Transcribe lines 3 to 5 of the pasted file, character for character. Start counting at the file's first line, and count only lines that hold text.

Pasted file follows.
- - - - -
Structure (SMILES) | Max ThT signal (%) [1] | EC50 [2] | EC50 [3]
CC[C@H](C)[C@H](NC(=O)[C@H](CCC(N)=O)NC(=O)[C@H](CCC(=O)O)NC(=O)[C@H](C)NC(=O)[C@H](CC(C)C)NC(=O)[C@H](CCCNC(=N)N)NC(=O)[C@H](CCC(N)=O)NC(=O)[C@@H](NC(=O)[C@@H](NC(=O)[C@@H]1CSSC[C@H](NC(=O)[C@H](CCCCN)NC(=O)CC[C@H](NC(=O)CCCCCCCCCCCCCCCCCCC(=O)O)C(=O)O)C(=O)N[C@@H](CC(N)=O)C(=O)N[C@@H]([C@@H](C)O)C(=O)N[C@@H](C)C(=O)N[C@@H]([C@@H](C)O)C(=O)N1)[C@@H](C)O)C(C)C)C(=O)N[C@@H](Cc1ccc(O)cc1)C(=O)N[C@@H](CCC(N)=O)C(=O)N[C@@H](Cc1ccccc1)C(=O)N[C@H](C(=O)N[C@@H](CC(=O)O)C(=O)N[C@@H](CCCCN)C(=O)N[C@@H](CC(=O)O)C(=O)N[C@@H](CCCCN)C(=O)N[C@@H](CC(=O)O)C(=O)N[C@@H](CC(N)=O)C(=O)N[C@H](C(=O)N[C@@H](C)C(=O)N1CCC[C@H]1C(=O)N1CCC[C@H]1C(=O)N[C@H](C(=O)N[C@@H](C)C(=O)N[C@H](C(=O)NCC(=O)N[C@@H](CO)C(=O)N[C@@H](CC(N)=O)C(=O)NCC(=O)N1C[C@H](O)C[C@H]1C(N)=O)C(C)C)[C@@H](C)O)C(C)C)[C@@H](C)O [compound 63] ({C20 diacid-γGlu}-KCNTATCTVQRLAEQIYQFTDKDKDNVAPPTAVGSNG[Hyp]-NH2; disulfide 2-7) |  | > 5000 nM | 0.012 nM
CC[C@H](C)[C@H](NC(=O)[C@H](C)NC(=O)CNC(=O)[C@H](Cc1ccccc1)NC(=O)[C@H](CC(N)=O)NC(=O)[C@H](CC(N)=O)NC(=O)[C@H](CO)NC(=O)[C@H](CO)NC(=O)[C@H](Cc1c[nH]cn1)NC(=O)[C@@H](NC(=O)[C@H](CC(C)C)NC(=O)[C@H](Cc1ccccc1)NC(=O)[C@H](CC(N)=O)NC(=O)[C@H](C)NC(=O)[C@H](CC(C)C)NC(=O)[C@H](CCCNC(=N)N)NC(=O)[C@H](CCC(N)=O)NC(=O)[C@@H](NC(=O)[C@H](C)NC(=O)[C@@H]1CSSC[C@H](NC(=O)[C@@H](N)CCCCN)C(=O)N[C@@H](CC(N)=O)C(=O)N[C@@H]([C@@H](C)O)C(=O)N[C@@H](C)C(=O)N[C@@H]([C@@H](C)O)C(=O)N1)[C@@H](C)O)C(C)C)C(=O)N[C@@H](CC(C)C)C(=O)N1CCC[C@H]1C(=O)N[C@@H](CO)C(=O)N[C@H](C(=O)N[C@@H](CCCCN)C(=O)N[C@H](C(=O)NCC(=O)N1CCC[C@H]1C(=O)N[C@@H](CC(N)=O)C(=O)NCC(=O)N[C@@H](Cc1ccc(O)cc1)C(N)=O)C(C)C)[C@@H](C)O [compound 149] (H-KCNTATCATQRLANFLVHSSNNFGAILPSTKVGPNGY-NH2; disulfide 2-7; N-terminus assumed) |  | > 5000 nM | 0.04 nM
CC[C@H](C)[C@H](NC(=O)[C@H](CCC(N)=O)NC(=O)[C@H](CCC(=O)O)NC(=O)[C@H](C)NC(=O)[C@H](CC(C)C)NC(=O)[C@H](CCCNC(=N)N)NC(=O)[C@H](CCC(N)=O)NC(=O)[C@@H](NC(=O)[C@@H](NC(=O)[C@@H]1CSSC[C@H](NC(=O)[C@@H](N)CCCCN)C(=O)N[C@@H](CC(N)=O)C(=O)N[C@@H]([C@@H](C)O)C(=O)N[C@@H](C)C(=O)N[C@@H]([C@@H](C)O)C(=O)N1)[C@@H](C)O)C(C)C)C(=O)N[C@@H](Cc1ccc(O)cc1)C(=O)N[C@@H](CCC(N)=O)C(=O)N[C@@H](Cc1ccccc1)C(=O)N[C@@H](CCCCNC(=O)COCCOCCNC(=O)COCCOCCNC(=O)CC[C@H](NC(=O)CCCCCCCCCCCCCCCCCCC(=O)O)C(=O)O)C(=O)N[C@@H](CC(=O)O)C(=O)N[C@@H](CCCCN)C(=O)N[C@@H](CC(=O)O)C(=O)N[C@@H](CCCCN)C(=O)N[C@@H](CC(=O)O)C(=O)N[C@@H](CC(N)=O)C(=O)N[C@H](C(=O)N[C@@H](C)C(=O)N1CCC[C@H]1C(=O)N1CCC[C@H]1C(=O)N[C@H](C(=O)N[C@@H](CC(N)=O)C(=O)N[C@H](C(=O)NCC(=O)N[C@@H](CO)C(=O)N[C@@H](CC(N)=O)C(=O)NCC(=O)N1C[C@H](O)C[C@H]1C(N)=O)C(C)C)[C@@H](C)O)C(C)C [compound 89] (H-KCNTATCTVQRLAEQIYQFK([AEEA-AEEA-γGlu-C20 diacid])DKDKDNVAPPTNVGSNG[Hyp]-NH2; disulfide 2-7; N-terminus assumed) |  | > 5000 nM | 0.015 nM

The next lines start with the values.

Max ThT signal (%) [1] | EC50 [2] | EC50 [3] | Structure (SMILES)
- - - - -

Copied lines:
CC[C@H](C)[C@H](NC(=O)[C@H](C)NC(=O)CNC(=O)[C@H](Cc1ccccc1)NC(=O)[C@H](CC(N)=O)NC(=O)[C@H](CC(N)=O)NC(=O)[C@H](CO)NC(=O)[C@H](CO)NC(=O)[C@H](Cc1c[nH]cn1)NC(=O)[C@@H](NC(=O)[C@H](CC(C)C)NC(=O)[C@H](Cc1ccccc1)NC(=O)[C@H](CC(N)=O)NC(=O)[C@H](C)NC(=O)[C@H](CC(C)C)NC(=O)[C@H](CCCNC(=N)N)NC(=O)[C@H](CCC(N)=O)NC(=O)[C@@H](NC(=O)[C@H](C)NC(=O)[C@@H]1CSSC[C@H](NC(=O)[C@@H](N)CCCCN)C(=O)N[C@@H](CC(N)=O)C(=O)N[C@@H]([C@@H](C)O)C(=O)N[C@@H](C)C(=O)N[C@@H]([C@@H](C)O)C(=O)N1)[C@@H](C)O)C(C)C)C(=O)N[C@@H](CC(C)C)C(=O)N1CCC[C@H]1C(=O)N[C@@H](CO)C(=O)N[C@H](C(=O)N[C@@H](CCCCN)C(=O)N[C@H](C(=O)NCC(=O)N1CCC[C@H]1C(=O)N[C@@H](CC(N)=O)C(=O)NCC(=O)N[C@@H](Cc1ccc(O)cc1)C(N)=O)C(C)C)[C@@H](C)O [compound 149] (H-KCNTATCATQRLANFLVHSSNNFGAILPSTKVGPNGY-NH2; disulfide 2-7; N-terminus assumed) |  | > 5000 nM | 0.04 nM
CC[C@H](C)[C@H](NC(=O)[C@H](CCC(N)=O)NC(=O)[C@H](CCC(=O)O)NC(=O)[C@H](C)NC(=O)[C@H](CC(C)C)NC(=O)[C@H](CCCNC(=N)N)NC(=O)[C@H](CCC(N)=O)NC(=O)[C@@H](NC(=O)[C@@H](NC(=O)[C@@H]1CSSC[C@H](NC(=O)[C@@H](N)CCCCN)C(=O)N[C@@H](CC(N)=O)C(=O)N[C@@H]([C@@H](C)O)C(=O)N[C@@H](C)C(=O)N[C@@H]([C@@H](C)O)C(=O)N1)[C@@H](C)O)C(C)C)C(=O)N[C@@H](Cc1ccc(O)cc1)C(=O)N[C@@H](CCC(N)=O)C(=O)N[C@@H](Cc1ccccc1)C(=O)N[C@@H](CCCCNC(=O)COCCOCCNC(=O)COCCOCCNC(=O)CC[C@H](NC(=O)CCCCCCCCCCCCCCCCCCC(=O)O)C(=O)O)C(=O)N[C@@H](CC(=O)O)C(=O)N[C@@H](CCCCN)C(=O)N[C@@H](CC(=O)O)C(=O)N[C@@H](CCCCN)C(=O)N[C@@H](CC(=O)O)C(=O)N[C@@H](CC(N)=O)C(=O)N[C@H](C(=O)N[C@@H](C)C(=O)N1CCC[C@H]1C(=O)N1CCC[C@H]1C(=O)N[C@H](C(=O)N[C@@H](CC(N)=O)C(=O)N[C@H](C(=O)NCC(=O)N[C@@H](CO)C(=O)N[C@@H](CC(N)=O)C(=O)NCC(=O)N1C[C@H](O)C[C@H]1C(N)=O)C(C)C)[C@@H](C)O)C(C)C [compound 89] (H-KCNTATCTVQRLAEQIYQFK([AEEA-AEEA-γGlu-C20 diacid])DKDKDNVAPPTNVGSNG[Hyp]-NH2; disulfide 2-7; N-terminus assumed) |  | > 5000 nM | 0.015 nM

The next lines start with the values.